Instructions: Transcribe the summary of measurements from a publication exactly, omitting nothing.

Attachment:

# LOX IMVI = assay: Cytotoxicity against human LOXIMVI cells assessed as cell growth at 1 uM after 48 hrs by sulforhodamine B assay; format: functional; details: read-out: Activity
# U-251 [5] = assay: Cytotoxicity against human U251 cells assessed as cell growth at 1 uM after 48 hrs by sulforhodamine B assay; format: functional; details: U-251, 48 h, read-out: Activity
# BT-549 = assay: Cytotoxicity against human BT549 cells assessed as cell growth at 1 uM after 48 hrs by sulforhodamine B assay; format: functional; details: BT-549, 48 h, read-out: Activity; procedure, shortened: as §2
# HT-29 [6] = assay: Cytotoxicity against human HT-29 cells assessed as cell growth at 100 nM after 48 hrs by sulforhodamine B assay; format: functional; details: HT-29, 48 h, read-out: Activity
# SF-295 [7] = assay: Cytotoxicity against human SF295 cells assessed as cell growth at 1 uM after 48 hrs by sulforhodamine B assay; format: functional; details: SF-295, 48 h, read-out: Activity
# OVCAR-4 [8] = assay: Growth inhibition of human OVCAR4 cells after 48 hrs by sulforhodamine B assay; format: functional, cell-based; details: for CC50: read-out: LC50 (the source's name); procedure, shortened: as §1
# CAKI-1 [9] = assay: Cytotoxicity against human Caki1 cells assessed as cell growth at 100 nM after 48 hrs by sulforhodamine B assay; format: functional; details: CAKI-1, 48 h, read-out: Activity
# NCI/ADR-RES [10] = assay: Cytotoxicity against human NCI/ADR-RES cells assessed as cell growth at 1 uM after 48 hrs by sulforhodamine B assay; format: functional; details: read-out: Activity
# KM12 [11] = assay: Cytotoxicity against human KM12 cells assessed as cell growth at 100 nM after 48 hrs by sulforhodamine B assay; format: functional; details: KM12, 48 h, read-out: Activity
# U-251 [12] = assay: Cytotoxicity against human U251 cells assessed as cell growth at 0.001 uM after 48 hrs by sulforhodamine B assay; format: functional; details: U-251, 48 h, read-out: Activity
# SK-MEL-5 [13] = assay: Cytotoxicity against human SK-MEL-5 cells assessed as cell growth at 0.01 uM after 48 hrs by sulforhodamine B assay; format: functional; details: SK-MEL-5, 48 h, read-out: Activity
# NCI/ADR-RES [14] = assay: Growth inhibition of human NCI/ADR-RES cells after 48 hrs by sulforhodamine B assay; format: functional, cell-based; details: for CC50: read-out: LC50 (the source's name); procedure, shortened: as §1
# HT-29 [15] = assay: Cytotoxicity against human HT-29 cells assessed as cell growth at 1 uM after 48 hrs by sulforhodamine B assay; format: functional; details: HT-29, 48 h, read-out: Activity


# LOX IMVI = assay: Cytotoxicity against human LOXIMVI cells assessed as cell growth at 1 uM after 48 hrs by sulforhodamine B assay; format: functional; details: read-out: Activity
# U-251 [5] = assay: Cytotoxicity against human U251 cells assessed as cell growth at 1 uM after 48 hrs by sulforhodamine B assay; format: functional; details: U-251, 48 h, read-out: Activity
# BT-549 = assay: Cytotoxicity against human BT549 cells assessed as cell growth at 1 uM after 48 hrs by sulforhodamine B assay; format: functional; details: BT-549, 48 h, read-out: Activity; procedure, shortened: as §2
# HT-29 [6] = assay: Cytotoxicity against human HT-29 cells assessed as cell growth at 100 nM after 48 hrs by sulforhodamine B assay; format: functional; details: HT-29, 48 h, read-out: Activity
# SF-295 [7] = assay: Cytotoxicity against human SF295 cells assessed as cell growth at 1 uM after 48 hrs by sulforhodamine B assay; format: functional; details: SF-295, 48 h, read-out: Activity
# OVCAR-4 [8] = assay: Growth inhibition of human OVCAR4 cells after 48 hrs by sulforhodamine B assay; format: functional, cell-based; details: for CC50: read-out: LC50 (the source's name); procedure, shortened: as §1
# CAKI-1 [9] = assay: Cytotoxicity against human Caki1 cells assessed as cell growth at 100 nM after 48 hrs by sulforhodamine B assay; format: functional; details: CAKI-1, 48 h, read-out: Activity
# NCI/ADR-RES [10] = assay: Cytotoxicity against human NCI/ADR-RES cells assessed as cell growth at 1 uM after 48 hrs by sulforhodamine B assay; format: functional; details: read-out: Activity
# KM12 [11] = assay: Cytotoxicity against human KM12 cells assessed as cell growth at 100 nM after 48 hrs by sulforhodamine B assay; format: functional; details: KM12, 48 h, read-out: Activity
# U-251 [12] = assay: Cytotoxicity against human U251 cells assessed as cell growth at 0.001 uM after 48 hrs by sulforhodamine B assay; format: functional; details: U-251, 48 h, read-out: Activity
# SK-MEL-5 [13] = assay: Cytotoxicity against human SK-MEL-5 cells assessed as cell growth at 0.01 uM after 48 hrs by sulforhodamine B assay; format: functional; details: SK-MEL-5, 48 h, read-out: Activity
# NCI/ADR-RES [14] = assay: Growth inhibition of human NCI/ADR-RES cells after 48 hrs by sulforhodamine B assay; format: functional, cell-based; details: for CC50: read-out: LC50 (the source's name); procedure, shortened: as §1
# HT-29 [15] = assay: Cytotoxicity against human HT-29 cells assessed as cell growth at 1 uM after 48 hrs by sulforhodamine B assay; format: functional; details: HT-29, 48 h, read-out: Activity